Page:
Local Promoter Recalls Van Halen at LCHS, Lanterman Auditorium

By Daniel Sullivan
Special to the Outlook Valley Sun

Photo courtesy Daniel Sullivan
Eddie Van Halen, who died last week of throat cancer at age 65 and was widely regarded as one of the greatest guitarists ever, performs as a 20-year-old at Lanterman Auditorium.

The news this past week hit me like it did so many who grew up witnessing rock guitar greatness: Eddie Van Halen, one of the finest guitar players, had passed away.
For those of us living in La Cañada or Pasadena during the 1970s and ’80s, this was especially difficult to bear because Eddie was a local guy who went to public schools, then Pasadena City College where he and his band played back yard parties and small concerts before stepping into the world spotlight and the pantheon of rock gods.
This past week took me back to a time 45-50 years ago in my life, when roads would intersect and memories were made on tape as well as 35mm grainy black-and-white pictures.
I was born in Pasadena in 1956, and my family lived in La Cañada. Eddie Van Halen and his brother Alex were born in Holland. His family came to the U.S. and settled into a working class neighborhood of Pasadena.

I attended Foothill Intermediate School (FIS) in La Cañada. I saw many talent shows and school assemblies in Lanterman Auditorium and would have my advancement ceremony in that same venue before moving on to La Cañada High School.
During these years, my neighbor Jeff Taylor and I would sit around in his room and listen to music. Jeff was always in a band with other guys from high school like Don Swanson, Byl Caruthers and older guys that I’d sit and watch practice in Jeff’s garage.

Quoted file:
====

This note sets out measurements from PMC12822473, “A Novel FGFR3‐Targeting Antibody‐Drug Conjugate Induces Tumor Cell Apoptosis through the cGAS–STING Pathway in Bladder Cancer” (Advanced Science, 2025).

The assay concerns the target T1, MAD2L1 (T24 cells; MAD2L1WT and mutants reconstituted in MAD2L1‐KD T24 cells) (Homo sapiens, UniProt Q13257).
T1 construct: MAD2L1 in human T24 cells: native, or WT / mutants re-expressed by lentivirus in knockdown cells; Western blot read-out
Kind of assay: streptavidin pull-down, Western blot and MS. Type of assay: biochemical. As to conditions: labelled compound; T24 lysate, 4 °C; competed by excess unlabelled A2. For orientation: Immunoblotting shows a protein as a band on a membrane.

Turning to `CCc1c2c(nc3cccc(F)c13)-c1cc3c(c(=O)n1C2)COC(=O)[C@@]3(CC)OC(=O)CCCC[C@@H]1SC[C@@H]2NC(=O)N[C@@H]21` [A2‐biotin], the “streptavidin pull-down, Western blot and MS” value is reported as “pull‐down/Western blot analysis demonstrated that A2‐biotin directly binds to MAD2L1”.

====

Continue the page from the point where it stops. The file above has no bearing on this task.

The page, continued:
For the 8th grade talent show, my friend Jeff suggested he’d loan me a guitar and I could lip sync to Jimi Hemdrix’s “Purple Haze” on stage as a tribute. Being a 14-year-old kid, I was enthusiastic.
By the time I was in high school, Jeff’s band had evolved into a progressive rock band – in the vein of YES and ELP – named “Tales.” I was happy to hand out flyers for the parties and follow Jeff around, feeling important by associating with seniors while I was just a sophomore at LCHS.
After graduating in the class of 1975, I attended PCC. I soon came into contact with what appeared to be a rock-and-roll god wannabe, David Lee Roth, and we became friends. I met Alex and Eddie in the quad between classes, and soon after I was attending a show in Pasadena to take photos for my photography class.
I felt the need to promote these guys – they had such an intense talent, and Roth’s savvy showmanship was the precursor to what we all came to see on MTV and in concerts in the years that followed. These guys were the real deal and I believed I could put on better shows and help my friends, as well.
The first concert I planned would be in the only place I knew – La Cañada – which had a big, empty Lanterman Auditorium. I went to the school district office and asked how much it cost to rent the space for a concert, and was surprised they actually allowed me to have it. I was presented with a rental contract that asked that I not use the venue for a Communist takeover of the U.S. and I was surprised by the request but signed away. We were just a bunch of kids that loved rock and roll.
I was determined to help my friend’s band Tales break out to a wider audience, so I put them as top bill. But despite their great progressive rock, Van Halen stole the show and a piece of rock history had begun.